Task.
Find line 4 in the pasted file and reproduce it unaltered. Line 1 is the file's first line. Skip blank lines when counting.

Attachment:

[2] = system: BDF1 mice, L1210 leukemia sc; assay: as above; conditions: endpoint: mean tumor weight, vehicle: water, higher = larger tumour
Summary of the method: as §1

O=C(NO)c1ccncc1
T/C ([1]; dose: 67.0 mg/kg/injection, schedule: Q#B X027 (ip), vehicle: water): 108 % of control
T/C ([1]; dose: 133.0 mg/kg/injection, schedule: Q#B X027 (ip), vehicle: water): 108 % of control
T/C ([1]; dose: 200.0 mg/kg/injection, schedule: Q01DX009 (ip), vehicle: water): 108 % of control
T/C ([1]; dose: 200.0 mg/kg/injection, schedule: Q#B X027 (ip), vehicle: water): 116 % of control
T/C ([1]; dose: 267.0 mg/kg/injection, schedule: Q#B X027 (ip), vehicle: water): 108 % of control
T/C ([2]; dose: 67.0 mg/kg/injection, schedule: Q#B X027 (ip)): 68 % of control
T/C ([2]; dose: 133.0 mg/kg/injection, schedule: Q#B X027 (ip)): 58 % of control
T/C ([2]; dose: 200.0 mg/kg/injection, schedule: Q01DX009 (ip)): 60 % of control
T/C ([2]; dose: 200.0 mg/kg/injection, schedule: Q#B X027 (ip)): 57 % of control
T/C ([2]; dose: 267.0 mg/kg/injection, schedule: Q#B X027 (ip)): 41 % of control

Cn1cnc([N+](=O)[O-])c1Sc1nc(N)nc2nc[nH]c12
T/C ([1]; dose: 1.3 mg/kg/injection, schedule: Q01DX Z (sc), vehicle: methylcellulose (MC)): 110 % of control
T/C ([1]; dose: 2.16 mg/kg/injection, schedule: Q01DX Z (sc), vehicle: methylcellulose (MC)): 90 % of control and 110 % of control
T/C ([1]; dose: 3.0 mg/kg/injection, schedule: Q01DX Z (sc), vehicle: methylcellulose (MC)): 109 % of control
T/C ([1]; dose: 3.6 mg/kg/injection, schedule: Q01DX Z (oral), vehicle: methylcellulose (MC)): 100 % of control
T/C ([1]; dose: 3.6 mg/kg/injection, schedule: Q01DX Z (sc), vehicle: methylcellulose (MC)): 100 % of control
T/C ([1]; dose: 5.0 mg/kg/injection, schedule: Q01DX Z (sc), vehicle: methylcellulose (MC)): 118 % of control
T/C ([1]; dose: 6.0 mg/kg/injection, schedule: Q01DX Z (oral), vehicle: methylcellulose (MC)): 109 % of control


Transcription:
T/C ([1]; dose: 67.0 mg/kg/injection, schedule: Q#B X027 (ip), vehicle: water): 108 % of control